Amy Shi

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On December 13, 2015, Amy Shi commented on Uber: A Winning Strategy :

Thanks for sharing! It’s hard to believe Uber’s only been around for a few years – I feel like I can’t live without it now. From talking with Uber drivers during my rides, I definitely agree with your point of Uber’s dual business model of delivering value for both passengers and drivers. The drivers are all extremely loyal to Uber and speak positively of the value proposition for them.

I have a few concerns regarding the longer-term sustainability of the business model, because as you point out, human capital is such a critical component of its success. The key concern is around legal ambiguities such as whether its drivers are independent contractors or employees. In fact, a few recent rulings have ruled that drivers are employees, and therefore have rights to unemployment benefits, health insurance and other employee benefits. Uber pulled out of Kansas after lawmakers passed legislation that would obligate the company to conduct more stringent background checks on its drivers and provide additional insurance. Uber has encountered similar issues in Nevada, San Franciso, and even more broadly worldwide.

From a consumer standpoint, I hope Uber is able to resolve all these ambiguities and continue to disrupt the market and provide such a great value proposition for passengers and drivers.

On December 13, 2015, Amy Shi commented on Lululemon: From Niche Market Pioneer to Apparel Ubiquity :

Really interesting post! I’ve always wondered how Lululemon is able to charge such a premium for yoga pants and avoid the dangerous discounting downward spiral that so many other retailers are struggling with. It’s incredible Lululemon sells 95% of its units at full price in a context where consumers are looking for value and often trained to not buy until something is on sale.

I have two main concerns with their business model, which you pointed out at the end (and which have impacted their share price). I think it’s risky that some recent incidents have been against the two pillars of their value proposition, and we know tight alignment between core customer values and execution is critical.

Firstly, the promise of high quality technical wear – Lululemon had quality control issues, where they had to recall 17% of its bottoms because they were too sheer. Customers who spend $100 on yoga pants expect quality. I think increased focus on quality, even if it’s at the expense of margins, is critical to sustain its competitive advantage going forward.

Secondly, and perhaps more concerning, are the marketing disasters where Chip Wilson implied that women complaining about sheet pants were too large to be wearing them!! If a core value of the company is to ‘spread positivity among customers, employees and the community’, then such attitudes definitely detract from brand equity. While Wilson was forced to step down, I really do hope that all the elements of Lululemon’s operating model, such as the employee training and customer-orientation are indeed authentic. It’s powerful for a business to achieve financial success, but also create and empower its communities.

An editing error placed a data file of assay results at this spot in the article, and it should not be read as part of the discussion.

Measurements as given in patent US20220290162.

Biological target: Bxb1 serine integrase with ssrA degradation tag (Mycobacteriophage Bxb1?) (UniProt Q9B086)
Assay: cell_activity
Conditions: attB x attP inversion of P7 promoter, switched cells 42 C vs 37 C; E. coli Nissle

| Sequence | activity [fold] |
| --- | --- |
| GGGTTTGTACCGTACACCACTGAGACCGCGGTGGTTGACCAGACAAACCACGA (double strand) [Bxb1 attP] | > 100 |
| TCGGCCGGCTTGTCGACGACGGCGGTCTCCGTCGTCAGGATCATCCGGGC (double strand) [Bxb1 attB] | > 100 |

On December 13, 2015, Amy Shi commented on Somebody Hates Amazon and Has Something Else to Offer :

Great article – thanks for sharing! From a consumer perspective, it’s definitely very exciting to see a legitimate competitor to Amazon. Having visited their offices recently, it definitely felt like an extremely well-funded startup with a lot of passionate and talented people. I’m very keen to see how the business model works out, as Jet is taking quite a different approach to Amazon in investing less in facilities, and instead optimizing the supply chain and encouraging customers to modify items or purchase size to achieve savings. I see a few risks to the business model.

Firstly, it’ll be hard to win loyal Amazon Prime members, where the shopping experience is convenient and seamless. When I ordered on Jet, there were a lot of SKUs I couldn’t find (they seemed to focus more on consumer basics), or that were out of stock. There was also very limited product information. For example, I really rely on product reviews, product information and pictures to make my decision, especially in categories such as fashion, which you rightly point out could be a real differentiator for Jet. After being used to Amazon 2 day delivery, the slower delivery time, in multiple shipments, was a real inconvenience for me. I was curious to try out the new business and the $10 discount coupon I got, but I’m not sure whether these issues will deter repeat purchases.

Secondly, you mention that Jet buys products from third parties that they do not stock, and this can be considered part of customer acquisition costs. While definitely great from a consumer standpoint, I wonder how the economics here work, and whether it’s a sustainable model going forward. I think Jet is aiming to breakeven by 2020, but I see this as a challenge under the current mode.

Finally, Jet has faced some backlash from retailer under the Jet Anywhere program you mention. See

Big brands including Home Depot and L’Oreal pulled their brands from the site. I imagine other retailers would be very concerned that Jet is selling their products significantly cheaper than they are and using their brand, without having negotiated a deal with Jet.
In sum, it’s going to be really exciting to see where Jet will be in the next few years. E-commerce is an ultra-competitive space, and who the winners will be is far from certain.